Now if you’ve read this article till here, I’m sure you want to know how the Camry Hybrid drives. But before I get to that, here’s a short brief on what lies underneath the saloon. Under the hood of the Camry sits a 2.5-litre, four cylinder, naturally aspirated petrol engine that functions on a high expansion ratio Atkinson cycle. This basically means that the engine squeezes more work out of every millilitre of fuel, extracting every last bit of power from the combustion process. It is purpose built for high efficiency and low emissions. And yet this engine produces a healthy 176bhp and 221Nm of torque. All of which gets delivered smoothly via the CVT.
It’s a well-known fact that Toyota leads the way when it comes to futuristic drivetrains. And one of its best home-grown technologies is fitted into the Camry Hybrid. Apart from the petrol engine, the hybrid drivetrain consists of an 88kW (118bhp) electric drive motor, a power control unit, a 245V nickel metal hydride battery, and a generator. The power control unit is the brain of this hybrid system, integrating the petrol engine and the electric motor in a way that is both seamless and achieves the highest level of performance. The electric motor can send as much as 202Nm of torque to the front wheels while the role of the generator is to charge the battery and supply power to the high-output electric drive motor. The particularities of this drivetrain might make this system seem complex, which it is to an extent but the combined output and way it balances performance and efficiency is unique.
Once you’re in the driver’s seat, the Camry Hybrid pleasantly surprises you in multiple ways. It takes off on EV mode, and the only noise I ever heard at idle and at low speeds was of the mild hum from the electric motor or shutter-bug Sachin’s high decibel blabbering on how pathetic the air quality was outside. Even other motorists at the traffic signal looked in awe as the saloon took off silently. The petrol engine comes to life as you build up speed and the transition is buttery smooth. No vibrations, no jerks, just a seamless shift. Thanks to the excellent refinement of this engine and a well-insulated cabin, this lack of perception of a switch from electric to petrol gives you the impression that the Camry is an extremely clean car.
The Camry Hybrid is a long car, at 4885mm, but when it comes to performance, it’s no slouch. It spurs to a ton in close to 10 seconds and if you’re craving speed. Sport mode also alters throttle and steering characteristics to better suit enthusiastic driving. And it does so without compromising on efficiency. The brake energy regeneration tech charges the battery by converting kinetic energy to electric energy while the on-board computers feed you information on which motor is powering the wheels, when the battery is being charged, whether the engine is charging the battery or brake regeneration tech is and there are plenty of charts that analyse the performance of the powertrain.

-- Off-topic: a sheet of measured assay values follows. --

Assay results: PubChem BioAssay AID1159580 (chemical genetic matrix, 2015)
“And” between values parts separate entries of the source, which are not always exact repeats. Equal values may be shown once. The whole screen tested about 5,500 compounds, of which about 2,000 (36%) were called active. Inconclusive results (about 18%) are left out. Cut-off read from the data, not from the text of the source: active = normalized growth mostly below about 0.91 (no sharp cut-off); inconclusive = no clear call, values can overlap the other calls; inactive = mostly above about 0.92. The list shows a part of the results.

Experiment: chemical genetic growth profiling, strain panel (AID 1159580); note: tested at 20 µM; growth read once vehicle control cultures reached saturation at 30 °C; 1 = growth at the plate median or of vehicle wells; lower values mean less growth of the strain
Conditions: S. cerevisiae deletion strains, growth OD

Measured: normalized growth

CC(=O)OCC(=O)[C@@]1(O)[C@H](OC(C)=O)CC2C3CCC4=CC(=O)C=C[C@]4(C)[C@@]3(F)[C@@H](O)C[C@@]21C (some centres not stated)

The Camry Hybrid masters efficiency and luxury in equal measure. The rear seat of the Camry is easily one of the best in its class and Toyota has provided some smart gadgetry for rear passengers to completely relax. The seats are ventilated and there’s an intuitive touchscreen on the rear armrest that lets you electronically recline the seats, control the rear sun blind, adjust the audio and even set your preferred temperature. Moreover, if you wish to stretch your legs, the co-driver’s seat can be pushed ahead via easy access buttons on the side of the co-driver’s backrest. Toyota has made sure that the Camry Hybrid’s occupants will have no reason to fret. Top notch features like the 9-speaker JBL audio, 10-way power adjustable driver and passenger seats with lumbar support, heads-up display, wireless charger, three zone climate control amongst many more, make it a proper luxury offering.
If you’re not ready to give up on ICE’s but there are too many guilt-inducing climate change protests making you want an EV, then the Toyota Camry Hybrid offers the best of both worlds in one hard-to-resist and opulent package. If fuel economy is your concern, that too is taken care of as the Camry Hybrid gave us as much as 25kmpl at one point, that too in stop-and-go city traffic (it runs on electric mode at low speeds), putting many small capacity fuel-economy oriented hatchbacks to shame. Also, you know that you’re doing your little bit to help polar bears and humans co-exist. And when it comes to long-term reliability and durability, then there’s no need to think twice. It is, after all, a Toyota.